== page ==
Indonesia’s much-hyped foreign ownership of Property Rule has had ‘zero impact’

Photo by Pruculy Yongki. Taken from flickr

By: Ardi Wirdana

The buzz surrounding Indonesia’s new regulation on foreign ownership of property has been “much ado about nothing”, a panel of property experts agree, as the policy does not substantially offer any new incentives to encourage foreigners to buy houses in the country.

“People read the headlines and get excited about it, but for those of us who know about it, it seems like there has been no impact, other than good press,” Michael Broomell, managing director of global real estate company Colliers International Indonesia.

The new policy, which is issued in the form of government regulation no. 103/2015 on House Ownership of Foreigners Residing in Indonesia, allows foreigners who work or live in Indonesia to own a landed house under the so-called ‘right-of-use’ title for a total period of 80 years, subject to tenure renewal processes.

The regulation follows a similar regulation on apartment ownership for foreigners enacted last year. The government hopes that the opening of the property market to foreign buyers will boost Indonesia’s property industry’s competitiveness against regional counterparts, bolster economic growth and increase the government’s tax income.

Speaking in a discussion on property with foreign journalists on Wednesday in Jakarta, Michael outlined a number of reasons why the new regulation has not achieved its aim of enticing more foreigners to buy property in Indonesia.

Michael said that the old regulation, which has been effectively replaced by the new 103/2015 regulation, had already allowed foreigners to own houses and apartments in Indonesia, though for a period shorter than the 80 years granted in the new regulation.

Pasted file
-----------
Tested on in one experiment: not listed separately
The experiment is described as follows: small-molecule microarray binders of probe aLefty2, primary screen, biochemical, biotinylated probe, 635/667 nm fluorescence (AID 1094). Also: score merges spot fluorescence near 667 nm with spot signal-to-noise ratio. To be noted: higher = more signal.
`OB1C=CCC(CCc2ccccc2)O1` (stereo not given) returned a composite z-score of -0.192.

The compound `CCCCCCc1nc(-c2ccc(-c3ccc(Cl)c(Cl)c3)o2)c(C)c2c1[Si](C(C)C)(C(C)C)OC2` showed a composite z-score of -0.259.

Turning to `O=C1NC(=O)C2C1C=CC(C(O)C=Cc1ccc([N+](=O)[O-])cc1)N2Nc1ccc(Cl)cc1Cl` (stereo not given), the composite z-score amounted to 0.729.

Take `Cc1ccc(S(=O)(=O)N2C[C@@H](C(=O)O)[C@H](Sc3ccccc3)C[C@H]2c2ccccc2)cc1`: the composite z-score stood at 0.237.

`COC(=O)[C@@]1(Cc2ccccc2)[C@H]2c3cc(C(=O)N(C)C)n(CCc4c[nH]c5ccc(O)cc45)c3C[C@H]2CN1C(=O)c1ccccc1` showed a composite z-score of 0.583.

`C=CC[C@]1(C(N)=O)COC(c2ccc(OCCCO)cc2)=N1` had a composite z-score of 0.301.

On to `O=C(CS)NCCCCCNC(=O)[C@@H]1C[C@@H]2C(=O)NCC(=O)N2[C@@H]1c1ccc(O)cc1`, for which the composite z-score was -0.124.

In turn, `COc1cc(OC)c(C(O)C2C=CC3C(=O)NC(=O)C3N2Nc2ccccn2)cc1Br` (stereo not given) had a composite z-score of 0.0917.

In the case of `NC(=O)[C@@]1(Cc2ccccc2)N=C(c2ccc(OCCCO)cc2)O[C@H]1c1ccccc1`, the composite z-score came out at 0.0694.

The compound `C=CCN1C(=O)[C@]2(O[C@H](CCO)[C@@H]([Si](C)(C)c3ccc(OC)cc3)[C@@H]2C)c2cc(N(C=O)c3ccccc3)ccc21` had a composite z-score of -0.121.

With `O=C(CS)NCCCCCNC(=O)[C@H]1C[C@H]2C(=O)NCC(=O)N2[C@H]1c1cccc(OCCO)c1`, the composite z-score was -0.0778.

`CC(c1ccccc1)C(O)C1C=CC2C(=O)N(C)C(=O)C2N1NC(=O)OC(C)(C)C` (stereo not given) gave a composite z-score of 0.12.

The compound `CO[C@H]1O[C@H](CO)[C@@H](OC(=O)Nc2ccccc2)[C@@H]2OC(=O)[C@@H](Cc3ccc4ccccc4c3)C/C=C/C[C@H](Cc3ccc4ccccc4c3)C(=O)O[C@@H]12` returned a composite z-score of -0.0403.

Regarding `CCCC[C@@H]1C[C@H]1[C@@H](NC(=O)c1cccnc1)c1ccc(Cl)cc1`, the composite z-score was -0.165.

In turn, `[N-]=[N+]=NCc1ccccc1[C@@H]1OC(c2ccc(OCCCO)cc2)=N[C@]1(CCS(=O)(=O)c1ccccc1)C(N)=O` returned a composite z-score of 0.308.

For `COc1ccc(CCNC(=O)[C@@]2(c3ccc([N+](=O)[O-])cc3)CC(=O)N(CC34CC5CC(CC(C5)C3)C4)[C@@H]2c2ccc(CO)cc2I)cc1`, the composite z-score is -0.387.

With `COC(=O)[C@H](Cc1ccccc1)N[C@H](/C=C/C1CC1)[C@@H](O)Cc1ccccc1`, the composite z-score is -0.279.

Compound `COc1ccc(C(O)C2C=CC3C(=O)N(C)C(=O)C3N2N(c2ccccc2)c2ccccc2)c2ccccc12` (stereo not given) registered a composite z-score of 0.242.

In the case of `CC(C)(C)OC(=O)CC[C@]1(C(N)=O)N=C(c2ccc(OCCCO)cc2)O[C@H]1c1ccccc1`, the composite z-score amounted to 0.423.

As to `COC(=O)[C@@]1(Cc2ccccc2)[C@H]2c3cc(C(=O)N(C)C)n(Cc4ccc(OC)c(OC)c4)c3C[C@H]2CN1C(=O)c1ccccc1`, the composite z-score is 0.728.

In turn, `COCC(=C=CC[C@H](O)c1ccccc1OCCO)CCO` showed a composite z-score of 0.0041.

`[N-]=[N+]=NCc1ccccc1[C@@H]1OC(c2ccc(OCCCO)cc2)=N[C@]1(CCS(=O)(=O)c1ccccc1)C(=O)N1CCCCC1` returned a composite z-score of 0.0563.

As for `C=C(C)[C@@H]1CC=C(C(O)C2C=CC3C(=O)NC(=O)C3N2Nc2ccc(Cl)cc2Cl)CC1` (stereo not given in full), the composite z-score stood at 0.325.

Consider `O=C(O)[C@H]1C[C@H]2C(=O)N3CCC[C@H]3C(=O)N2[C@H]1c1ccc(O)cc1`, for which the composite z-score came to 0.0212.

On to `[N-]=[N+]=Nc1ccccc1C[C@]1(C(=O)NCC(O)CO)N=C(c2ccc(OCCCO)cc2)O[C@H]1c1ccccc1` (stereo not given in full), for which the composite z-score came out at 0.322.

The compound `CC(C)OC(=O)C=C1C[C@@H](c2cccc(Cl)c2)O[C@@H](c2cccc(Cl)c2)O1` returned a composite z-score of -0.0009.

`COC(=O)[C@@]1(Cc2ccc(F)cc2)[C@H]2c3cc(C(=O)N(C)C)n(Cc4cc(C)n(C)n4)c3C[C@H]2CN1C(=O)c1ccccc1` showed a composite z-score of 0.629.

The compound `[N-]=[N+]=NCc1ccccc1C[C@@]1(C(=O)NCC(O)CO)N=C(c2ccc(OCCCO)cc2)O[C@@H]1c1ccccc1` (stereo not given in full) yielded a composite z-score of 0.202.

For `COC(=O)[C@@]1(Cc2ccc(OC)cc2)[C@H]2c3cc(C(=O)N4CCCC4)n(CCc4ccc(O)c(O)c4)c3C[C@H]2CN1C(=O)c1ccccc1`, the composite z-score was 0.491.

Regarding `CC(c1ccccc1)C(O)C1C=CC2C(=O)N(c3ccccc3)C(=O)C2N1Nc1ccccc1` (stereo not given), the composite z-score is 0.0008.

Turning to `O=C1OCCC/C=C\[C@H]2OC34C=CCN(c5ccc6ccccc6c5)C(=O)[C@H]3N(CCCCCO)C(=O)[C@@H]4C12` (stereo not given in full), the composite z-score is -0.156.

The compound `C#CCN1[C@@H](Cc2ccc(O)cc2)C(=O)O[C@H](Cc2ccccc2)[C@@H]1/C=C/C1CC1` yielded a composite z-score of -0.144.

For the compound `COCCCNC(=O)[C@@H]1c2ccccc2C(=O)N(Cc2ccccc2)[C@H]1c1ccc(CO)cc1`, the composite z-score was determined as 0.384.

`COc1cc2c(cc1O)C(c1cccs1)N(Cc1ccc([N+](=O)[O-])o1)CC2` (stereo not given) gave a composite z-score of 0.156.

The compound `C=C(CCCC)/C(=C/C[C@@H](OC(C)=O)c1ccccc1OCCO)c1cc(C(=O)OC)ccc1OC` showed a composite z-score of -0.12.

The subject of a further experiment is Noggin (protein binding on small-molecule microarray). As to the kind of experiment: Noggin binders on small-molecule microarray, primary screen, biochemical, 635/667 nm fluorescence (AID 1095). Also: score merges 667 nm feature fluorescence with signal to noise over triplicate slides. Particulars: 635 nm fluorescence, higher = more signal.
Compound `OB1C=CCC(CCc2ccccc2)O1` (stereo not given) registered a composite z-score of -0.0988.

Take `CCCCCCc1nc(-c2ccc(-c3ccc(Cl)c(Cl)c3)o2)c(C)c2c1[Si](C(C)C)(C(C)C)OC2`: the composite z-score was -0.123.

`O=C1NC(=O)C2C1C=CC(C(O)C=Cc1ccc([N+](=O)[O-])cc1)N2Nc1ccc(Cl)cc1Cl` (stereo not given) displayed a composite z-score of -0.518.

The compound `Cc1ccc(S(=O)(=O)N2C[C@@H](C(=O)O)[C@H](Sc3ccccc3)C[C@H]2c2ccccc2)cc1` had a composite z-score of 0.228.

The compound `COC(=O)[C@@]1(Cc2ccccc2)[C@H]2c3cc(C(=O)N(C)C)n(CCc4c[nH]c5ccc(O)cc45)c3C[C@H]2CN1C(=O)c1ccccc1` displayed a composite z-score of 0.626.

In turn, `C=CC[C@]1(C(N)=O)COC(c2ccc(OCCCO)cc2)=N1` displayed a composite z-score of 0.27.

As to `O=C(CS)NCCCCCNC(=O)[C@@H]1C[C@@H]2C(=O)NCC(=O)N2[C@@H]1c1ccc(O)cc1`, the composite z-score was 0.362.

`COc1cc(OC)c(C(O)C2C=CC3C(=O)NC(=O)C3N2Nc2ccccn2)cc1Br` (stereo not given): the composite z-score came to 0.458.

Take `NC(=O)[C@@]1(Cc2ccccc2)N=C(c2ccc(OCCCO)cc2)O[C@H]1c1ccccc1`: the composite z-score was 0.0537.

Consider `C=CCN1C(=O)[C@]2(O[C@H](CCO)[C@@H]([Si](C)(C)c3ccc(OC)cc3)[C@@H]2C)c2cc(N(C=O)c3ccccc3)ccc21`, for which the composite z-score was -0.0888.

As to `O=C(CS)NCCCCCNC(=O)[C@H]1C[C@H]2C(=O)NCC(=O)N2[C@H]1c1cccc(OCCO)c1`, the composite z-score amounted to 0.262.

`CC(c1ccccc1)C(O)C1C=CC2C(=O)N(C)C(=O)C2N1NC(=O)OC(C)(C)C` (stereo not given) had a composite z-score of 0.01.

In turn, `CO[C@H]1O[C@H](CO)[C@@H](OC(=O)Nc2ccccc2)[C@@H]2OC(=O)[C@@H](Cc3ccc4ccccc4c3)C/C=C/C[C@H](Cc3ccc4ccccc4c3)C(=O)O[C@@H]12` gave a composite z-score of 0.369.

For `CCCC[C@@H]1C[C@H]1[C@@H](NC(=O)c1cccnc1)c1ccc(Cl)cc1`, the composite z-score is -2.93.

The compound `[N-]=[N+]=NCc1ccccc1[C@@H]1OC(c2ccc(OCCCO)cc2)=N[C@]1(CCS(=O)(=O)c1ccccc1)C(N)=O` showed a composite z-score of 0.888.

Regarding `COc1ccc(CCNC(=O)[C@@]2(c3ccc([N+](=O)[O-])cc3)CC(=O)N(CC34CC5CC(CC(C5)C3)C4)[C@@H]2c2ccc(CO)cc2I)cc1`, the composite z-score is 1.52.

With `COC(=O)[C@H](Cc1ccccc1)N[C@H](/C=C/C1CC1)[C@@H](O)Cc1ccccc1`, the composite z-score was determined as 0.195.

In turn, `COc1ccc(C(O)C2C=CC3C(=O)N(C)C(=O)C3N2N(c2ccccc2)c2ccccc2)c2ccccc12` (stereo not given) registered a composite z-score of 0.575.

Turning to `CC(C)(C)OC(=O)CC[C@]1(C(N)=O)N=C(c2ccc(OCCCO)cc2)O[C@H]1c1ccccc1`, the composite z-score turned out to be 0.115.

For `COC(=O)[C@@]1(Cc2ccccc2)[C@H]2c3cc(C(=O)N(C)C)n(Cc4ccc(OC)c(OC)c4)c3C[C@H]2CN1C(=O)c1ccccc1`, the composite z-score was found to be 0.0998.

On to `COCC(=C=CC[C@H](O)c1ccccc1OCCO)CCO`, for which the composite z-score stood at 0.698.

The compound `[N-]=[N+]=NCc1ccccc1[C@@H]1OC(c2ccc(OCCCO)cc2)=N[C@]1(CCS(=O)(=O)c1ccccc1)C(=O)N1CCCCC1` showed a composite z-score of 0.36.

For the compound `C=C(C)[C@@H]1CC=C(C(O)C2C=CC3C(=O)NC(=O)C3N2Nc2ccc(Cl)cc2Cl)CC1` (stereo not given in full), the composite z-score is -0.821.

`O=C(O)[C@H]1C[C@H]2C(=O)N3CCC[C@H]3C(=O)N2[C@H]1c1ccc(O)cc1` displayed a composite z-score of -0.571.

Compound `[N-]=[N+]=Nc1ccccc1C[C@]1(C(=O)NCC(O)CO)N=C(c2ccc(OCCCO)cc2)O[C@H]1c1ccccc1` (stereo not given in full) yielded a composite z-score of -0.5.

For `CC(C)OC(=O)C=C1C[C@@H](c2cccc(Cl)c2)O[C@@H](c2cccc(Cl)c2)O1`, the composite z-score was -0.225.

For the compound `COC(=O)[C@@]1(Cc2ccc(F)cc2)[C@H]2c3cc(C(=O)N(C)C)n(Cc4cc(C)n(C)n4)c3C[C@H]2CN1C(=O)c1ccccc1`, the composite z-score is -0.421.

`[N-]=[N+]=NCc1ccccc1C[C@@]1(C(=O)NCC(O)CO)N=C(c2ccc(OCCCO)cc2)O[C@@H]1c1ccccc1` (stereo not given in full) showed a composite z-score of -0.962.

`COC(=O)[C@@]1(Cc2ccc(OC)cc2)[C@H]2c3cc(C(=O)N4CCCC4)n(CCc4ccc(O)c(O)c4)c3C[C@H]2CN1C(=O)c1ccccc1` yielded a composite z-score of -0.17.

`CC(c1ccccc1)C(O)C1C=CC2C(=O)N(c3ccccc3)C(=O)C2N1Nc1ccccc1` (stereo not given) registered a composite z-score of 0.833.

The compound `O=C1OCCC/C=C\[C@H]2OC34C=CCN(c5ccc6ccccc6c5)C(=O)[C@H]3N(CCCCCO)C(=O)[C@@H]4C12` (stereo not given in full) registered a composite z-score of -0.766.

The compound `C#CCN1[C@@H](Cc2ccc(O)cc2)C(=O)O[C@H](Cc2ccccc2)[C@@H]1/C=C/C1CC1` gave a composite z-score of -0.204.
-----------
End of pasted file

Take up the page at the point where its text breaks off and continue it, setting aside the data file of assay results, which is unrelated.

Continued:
Moreover, the criteria for foreigners to own a house in Indonesia is problematic. The regulation states that the foreigner would need to be living in Indonesia and hold a limited stay permit (KITAS) or permanent stay permit (KITAP) in order to be eligible for house ownership. Michael said that the number of foreigners with such permits is small as most expats only live in Indonesia for two or three years.

Another condition in the regulation states that if the foreigner leaves Indonesia to live in another country, then he/she needs to release or transfer the ownership rights to another person who meets all requirements to own property in Indonesia within one year after departing from Indonesia. The penalty is to have their house confiscated by the Indonesian government. This makes the idea of buying houses even less appealing for foreigners.

Breakthrough Policies Needed

According to Real Estate Indonesia (REI) Vice Chairman Ignesjz Kemalawarta, the new regulation needs complementary regulations and breakthrough policies for it to work well.

Among suggested changes is to allow foreigners to purchase a house before obtaining their stay permit. The process of obtaining stay permits for foreigners needs to be simplified. Yet another suggestion was to ease mortgage lending to foreigners.